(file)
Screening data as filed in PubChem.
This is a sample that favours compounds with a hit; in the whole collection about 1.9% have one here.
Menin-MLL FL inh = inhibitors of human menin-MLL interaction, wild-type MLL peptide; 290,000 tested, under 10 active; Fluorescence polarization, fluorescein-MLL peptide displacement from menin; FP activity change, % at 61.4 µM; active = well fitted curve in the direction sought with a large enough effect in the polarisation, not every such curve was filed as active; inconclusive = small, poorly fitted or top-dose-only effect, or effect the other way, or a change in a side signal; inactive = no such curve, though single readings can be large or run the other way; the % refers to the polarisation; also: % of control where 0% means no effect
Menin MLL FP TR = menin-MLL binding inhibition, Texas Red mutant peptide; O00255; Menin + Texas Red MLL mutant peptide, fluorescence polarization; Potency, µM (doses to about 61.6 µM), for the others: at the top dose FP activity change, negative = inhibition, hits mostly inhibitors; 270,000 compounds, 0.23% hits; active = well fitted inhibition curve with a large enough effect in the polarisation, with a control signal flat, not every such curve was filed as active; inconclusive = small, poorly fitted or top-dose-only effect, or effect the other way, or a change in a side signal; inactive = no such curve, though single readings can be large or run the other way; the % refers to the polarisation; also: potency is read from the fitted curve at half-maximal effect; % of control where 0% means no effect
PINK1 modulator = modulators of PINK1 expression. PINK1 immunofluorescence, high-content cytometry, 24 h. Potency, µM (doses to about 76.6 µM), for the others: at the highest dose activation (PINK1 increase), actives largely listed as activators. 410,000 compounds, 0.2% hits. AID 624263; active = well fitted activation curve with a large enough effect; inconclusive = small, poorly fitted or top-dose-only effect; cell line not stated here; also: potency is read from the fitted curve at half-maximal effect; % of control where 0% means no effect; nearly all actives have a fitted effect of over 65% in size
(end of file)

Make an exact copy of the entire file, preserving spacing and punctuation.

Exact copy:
Screening data as filed in PubChem.
This is a sample that favours compounds with a hit; in the whole collection about 1.9% have one here.
Menin-MLL FL inh = inhibitors of human menin-MLL interaction, wild-type MLL peptide; 290,000 tested, under 10 active; Fluorescence polarization, fluorescein-MLL peptide displacement from menin; FP activity change, % at 61.4 µM; active = well fitted curve in the direction sought with a large enough effect in the polarisation, not every such curve was filed as active; inconclusive = small, poorly fitted or top-dose-only effect, or effect the other way, or a change in a side signal; inactive = no such curve, though single readings can be large or run the other way; the % refers to the polarisation; also: % of control where 0% means no effect
Menin MLL FP TR = menin-MLL binding inhibition, Texas Red mutant peptide; O00255; Menin + Texas Red MLL mutant peptide, fluorescence polarization; Potency, µM (doses to about 61.6 µM), for the others: at the top dose FP activity change, negative = inhibition, hits mostly inhibitors; 270,000 compounds, 0.23% hits; active = well fitted inhibition curve with a large enough effect in the polarisation, with a control signal flat, not every such curve was filed as active; inconclusive = small, poorly fitted or top-dose-only effect, or effect the other way, or a change in a side signal; inactive = no such curve, though single readings can be large or run the other way; the % refers to the polarisation; also: potency is read from the fitted curve at half-maximal effect; % of control where 0% means no effect
PINK1 modulator = modulators of PINK1 expression. PINK1 immunofluorescence, high-content cytometry, 24 h. Potency, µM (doses to about 76.6 µM), for the others: at the highest dose activation (PINK1 increase), actives largely listed as activators. 410,000 compounds, 0.2% hits. AID 624263; active = well fitted activation curve with a large enough effect; inconclusive = small, poorly fitted or top-dose-only effect; cell line not stated here; also: potency is read from the fitted curve at half-maximal effect; % of control where 0% means no effect; nearly all actives have a fitted effect of over 65% in size